A recent study, conducted by the U.S. Army Corps of Engineers and commissioned by the city of Honolulu, has rekindled a decades-long debate concerning the deteriorating condition of the Waikiki Natatorium War Memorial.
According to an article published in the May 17 edition of the Honolulu Advertiser, the Army Corps of Engineers' study presented seven ways to create a sandy beach at the site where the memorial now stands.
While all of the plans would require the eventual demolition of the landmark's 100-by-40-meter saltwater swimming pool, several of the proposals involved maintaining the memorial's facade and bleachers.
Opened Aug. 24, 1927 -- the birthday of surfing legend and Olympic gold medal swimmer Duke Kahanamoku -- the Natatorium was dedicated to Hawaiian soldiers who served and died during World War I. Currently listed on both the national and state registers of historic places, the memorial was closed to the public in 1979 due to health and safety concerns.
Much of the controversy surrounding the Natatorium has since involved questions about who should pay to restore the site. Many solutions have been proposed over the last 30 years: everything from a multimillion-dollar, comprehensive renovation to demolishing the landmark entirely.
"It's been a long battle between the state and the city and county about who's going to take care of it and who's going to pay to renovate it," said Fred Ballard, president of the Oahu Veterans' Council. "Some years ago the Friends of the Natatorium, with the help of ... others, designed a new and improved, renovated swimming pool, and we've been trying to promote that, but nobody wants to spend the money on it."
Ballard, who is also secretary for the Friends of the Natatorium, opposes the plans outlined in the recent study because each option would first require the demolition of the Natatorium's saltwater pool.
"The swimming pool is the memorial," Ballard insisted. "That's our viewpoint ... and we feel, as veterans, that it's just a slap in the face to tear it down."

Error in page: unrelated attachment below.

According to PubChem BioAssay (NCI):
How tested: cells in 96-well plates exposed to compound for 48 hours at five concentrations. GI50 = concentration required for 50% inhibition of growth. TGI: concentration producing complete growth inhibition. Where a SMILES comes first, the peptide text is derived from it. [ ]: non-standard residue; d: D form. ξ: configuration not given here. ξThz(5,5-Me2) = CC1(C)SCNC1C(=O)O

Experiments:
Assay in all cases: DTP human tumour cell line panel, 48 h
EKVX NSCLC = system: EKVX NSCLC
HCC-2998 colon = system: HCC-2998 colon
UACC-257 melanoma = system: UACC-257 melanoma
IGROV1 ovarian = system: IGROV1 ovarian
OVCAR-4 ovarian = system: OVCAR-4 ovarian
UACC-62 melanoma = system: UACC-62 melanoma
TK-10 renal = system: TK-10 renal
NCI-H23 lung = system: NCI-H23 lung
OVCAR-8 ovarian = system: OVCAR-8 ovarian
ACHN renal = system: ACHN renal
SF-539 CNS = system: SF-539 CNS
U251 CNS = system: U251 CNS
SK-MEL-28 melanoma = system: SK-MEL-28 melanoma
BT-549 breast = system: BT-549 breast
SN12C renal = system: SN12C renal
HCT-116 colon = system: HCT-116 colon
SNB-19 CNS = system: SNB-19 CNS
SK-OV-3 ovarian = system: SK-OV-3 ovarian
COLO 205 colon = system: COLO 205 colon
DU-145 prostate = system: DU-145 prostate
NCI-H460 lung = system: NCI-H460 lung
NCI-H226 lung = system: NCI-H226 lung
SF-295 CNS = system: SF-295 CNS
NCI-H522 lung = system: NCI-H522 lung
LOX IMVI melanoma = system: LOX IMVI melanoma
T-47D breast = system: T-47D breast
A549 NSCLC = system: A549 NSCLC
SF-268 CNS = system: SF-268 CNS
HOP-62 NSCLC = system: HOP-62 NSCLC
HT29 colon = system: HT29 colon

Members of the Kaimana Beach Coalition, an organization that has consistently opposed plans to renovate the memorial's saltwater pool, felt many of the proposals in the study offered reasonable solutions.
"Our position has always been that the only sustainable feature that you can have at that location is a public-access-type, traditional Hawaiian beach park," said Jim Bickerton, a representative for the coalition. "The reasoning is that doing anything else is very costly ... and it would have to be commercialized in order to be viable. And what that inevitably means is restricted local access to people who live here."
According to the Advertiser report, the city of Honolulu is currently funding a study on the cost of renovating the Natatorium.
Collins Lam, deputy director for the Honolulu Department of Design and Construction, said both studies were steps in an ongoing effort to ultimately decide the Natatorium's fate, but he was quick to mention that community input would also play a key role.
"The mayor has said we are going to form a task force for the Natatorium, and right now we are in the process of doing just that," Lam said. "It will be made up of a variety of people, from veterans to the Friends of the Natatorium to Kaimana Beach people."